Before the latest coronavirus arrived, the world had already seen 6 coronaviruses. Not all of them led to major epidemics. In fact, only two of the previous coronviruses caused major epidemics: One was the severe acute respiratory syndrome (SARS) and another was Middle East respiratory syndrome (MERS).
Severe acute respiratory syndrome (SARS) was caused by SARS-CoV in 2002–03, while Middle East respiratory syndrome (MERS) was caused by MERS-CoV in 2012.
Both the innocuous and the dangerous coronavirus inlcudng the latest SARS-CoV-2 have been associated with occasional disease of the CNS and peripheral nervous system (PNS).
According to a study published in the Lancet, neurological complications are rare in SARS, MERS, and COVID-19, but the scale of the current pandemic means that even a small proportion could build up to a large number of cases.
The study has identified clinical features of COVID-19-associated neurological disease.
“As the COVID-19 pandemic progresses, reports of neurological manifestations are increasing; to date, 901 patients have been reported. These manifestations can be considered as direct effects of the virus on the nervous system, para-infectious or post-infectious immune-mediated disease, and neurological complications of the systemic effects of COVID-19”, says the study.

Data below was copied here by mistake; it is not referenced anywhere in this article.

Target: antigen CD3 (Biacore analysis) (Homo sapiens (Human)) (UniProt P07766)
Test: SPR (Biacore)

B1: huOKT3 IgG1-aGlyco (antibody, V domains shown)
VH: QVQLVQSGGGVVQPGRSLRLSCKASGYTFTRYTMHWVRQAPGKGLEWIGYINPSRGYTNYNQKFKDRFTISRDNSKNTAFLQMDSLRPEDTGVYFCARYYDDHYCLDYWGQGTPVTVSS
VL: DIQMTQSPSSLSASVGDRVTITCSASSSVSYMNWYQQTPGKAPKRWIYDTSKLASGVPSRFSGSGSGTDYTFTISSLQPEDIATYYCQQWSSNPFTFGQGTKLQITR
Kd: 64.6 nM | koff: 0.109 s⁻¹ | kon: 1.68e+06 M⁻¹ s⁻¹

In one national registry of 125 patients with COVID-19 and neurological or psychiatric disease reported over a 3-week period,25 39 (31%) patients had altered mental status, which included 16 (13%) with encephalopathy (of whom seven [6%] had encephalitis), and 23 (18%) with a neuropsychiatric diagnosis, including ten (8%) with psychosis, six (5%) with neurocognitive (dementia-like) syndrome, and four (3%) with an affective disorder. Notably, 77 (62%) patients had a cerebrovascular event: 57 (46%) ischaemic strokes, nine (7%) intracerebral haemorrhages, one (<1%) CNS vasculitis, and ten (8%) other cerebrovascular events.
Anosmia and ageusia are common, and can occur in the absence of other clinical features. Unexpectedly, acute cerebrovascular disease is also emerging as an important complication, with cohort studies reporting stroke in 2–6% of patients hospitalised with COVID-19. So far, 96 patients with stroke have been described, who frequently had vascular events in the context of a pro-inflammatory hypercoagulable state with elevated C-reactive protein, D-dimer, and ferritin.
Careful clinical, diagnostic, and epidemiological studies are needed to help define the manifestations and burden of neurological disease caused by SARS-CoV-2. Precise case definitions must be used to distinguish non-specific complications of severe disease (eg, hypoxic encephalopathy and critical care neuropathy) from those caused directly or indirectly by the virus, including infectious, para-infectious, and post-infectious encephalitis, hypercoagulable states leading to stroke, and acute neuropathies such as Guillain-Barré syndrome. Recognition of neurological disease associated with SARS-CoV-2 in patients whose respiratory infection is mild or asymptomatic might prove challenging, especially if the primary COVID-19 illness occurred weeks earlier.